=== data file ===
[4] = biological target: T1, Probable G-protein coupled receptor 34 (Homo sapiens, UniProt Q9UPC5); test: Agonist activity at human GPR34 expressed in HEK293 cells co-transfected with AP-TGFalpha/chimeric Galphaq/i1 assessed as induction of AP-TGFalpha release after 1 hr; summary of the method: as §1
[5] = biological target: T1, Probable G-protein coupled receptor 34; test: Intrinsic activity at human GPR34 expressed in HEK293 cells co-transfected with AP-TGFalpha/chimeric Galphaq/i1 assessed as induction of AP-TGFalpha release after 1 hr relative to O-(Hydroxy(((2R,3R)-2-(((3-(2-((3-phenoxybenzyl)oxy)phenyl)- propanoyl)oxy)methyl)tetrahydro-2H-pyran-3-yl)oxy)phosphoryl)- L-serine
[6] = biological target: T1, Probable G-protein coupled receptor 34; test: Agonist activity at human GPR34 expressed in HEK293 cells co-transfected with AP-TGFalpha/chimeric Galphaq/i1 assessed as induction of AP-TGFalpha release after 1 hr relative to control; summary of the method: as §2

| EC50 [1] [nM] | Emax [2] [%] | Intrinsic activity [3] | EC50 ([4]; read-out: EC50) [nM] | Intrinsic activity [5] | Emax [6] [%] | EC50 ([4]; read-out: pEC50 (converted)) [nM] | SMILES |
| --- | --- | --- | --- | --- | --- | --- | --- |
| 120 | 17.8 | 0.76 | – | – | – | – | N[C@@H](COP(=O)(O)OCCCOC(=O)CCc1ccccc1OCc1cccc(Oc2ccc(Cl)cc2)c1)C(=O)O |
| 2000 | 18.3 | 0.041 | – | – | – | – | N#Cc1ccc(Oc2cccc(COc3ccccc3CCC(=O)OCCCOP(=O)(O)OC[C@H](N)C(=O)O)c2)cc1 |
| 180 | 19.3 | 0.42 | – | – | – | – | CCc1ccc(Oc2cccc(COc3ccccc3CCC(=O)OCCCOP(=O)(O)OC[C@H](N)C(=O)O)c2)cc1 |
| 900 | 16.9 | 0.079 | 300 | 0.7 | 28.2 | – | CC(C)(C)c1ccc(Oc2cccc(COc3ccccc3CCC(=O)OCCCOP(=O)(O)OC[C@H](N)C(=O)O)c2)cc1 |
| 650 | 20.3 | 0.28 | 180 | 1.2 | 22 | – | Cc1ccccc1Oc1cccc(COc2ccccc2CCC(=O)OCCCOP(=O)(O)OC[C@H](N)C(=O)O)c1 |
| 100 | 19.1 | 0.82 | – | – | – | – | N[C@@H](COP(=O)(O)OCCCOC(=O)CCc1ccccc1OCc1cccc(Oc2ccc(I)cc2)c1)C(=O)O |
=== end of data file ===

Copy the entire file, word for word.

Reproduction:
[4] = biological target: T1, Probable G-protein coupled receptor 34 (Homo sapiens, UniProt Q9UPC5); test: Agonist activity at human GPR34 expressed in HEK293 cells co-transfected with AP-TGFalpha/chimeric Galphaq/i1 assessed as induction of AP-TGFalpha release after 1 hr; summary of the method: as §1
[5] = biological target: T1, Probable G-protein coupled receptor 34; test: Intrinsic activity at human GPR34 expressed in HEK293 cells co-transfected with AP-TGFalpha/chimeric Galphaq/i1 assessed as induction of AP-TGFalpha release after 1 hr relative to O-(Hydroxy(((2R,3R)-2-(((3-(2-((3-phenoxybenzyl)oxy)phenyl)- propanoyl)oxy)methyl)tetrahydro-2H-pyran-3-yl)oxy)phosphoryl)- L-serine
[6] = biological target: T1, Probable G-protein coupled receptor 34; test: Agonist activity at human GPR34 expressed in HEK293 cells co-transfected with AP-TGFalpha/chimeric Galphaq/i1 assessed as induction of AP-TGFalpha release after 1 hr relative to control; summary of the method: as §2

| EC50 [1] [nM] | Emax [2] [%] | Intrinsic activity [3] | EC50 ([4]; read-out: EC50) [nM] | Intrinsic activity [5] | Emax [6] [%] | EC50 ([4]; read-out: pEC50 (converted)) [nM] | SMILES |
| --- | --- | --- | --- | --- | --- | --- | --- |
| 120 | 17.8 | 0.76 | – | – | – | – | N[C@@H](COP(=O)(O)OCCCOC(=O)CCc1ccccc1OCc1cccc(Oc2ccc(Cl)cc2)c1)C(=O)O |
| 2000 | 18.3 | 0.041 | – | – | – | – | N#Cc1ccc(Oc2cccc(COc3ccccc3CCC(=O)OCCCOP(=O)(O)OC[C@H](N)C(=O)O)c2)cc1 |
| 180 | 19.3 | 0.42 | – | – | – | – | CCc1ccc(Oc2cccc(COc3ccccc3CCC(=O)OCCCOP(=O)(O)OC[C@H](N)C(=O)O)c2)cc1 |
| 900 | 16.9 | 0.079 | 300 | 0.7 | 28.2 | – | CC(C)(C)c1ccc(Oc2cccc(COc3ccccc3CCC(=O)OCCCOP(=O)(O)OC[C@H](N)C(=O)O)c2)cc1 |
| 650 | 20.3 | 0.28 | 180 | 1.2 | 22 | – | Cc1ccccc1Oc1cccc(COc2ccccc2CCC(=O)OCCCOP(=O)(O)OC[C@H](N)C(=O)O)c1 |
| 100 | 19.1 | 0.82 | – | – | – | – | N[C@@H](COP(=O)(O)OCCCOC(=O)CCc1ccccc1OCc1cccc(Oc2ccc(I)cc2)c1)C(=O)O |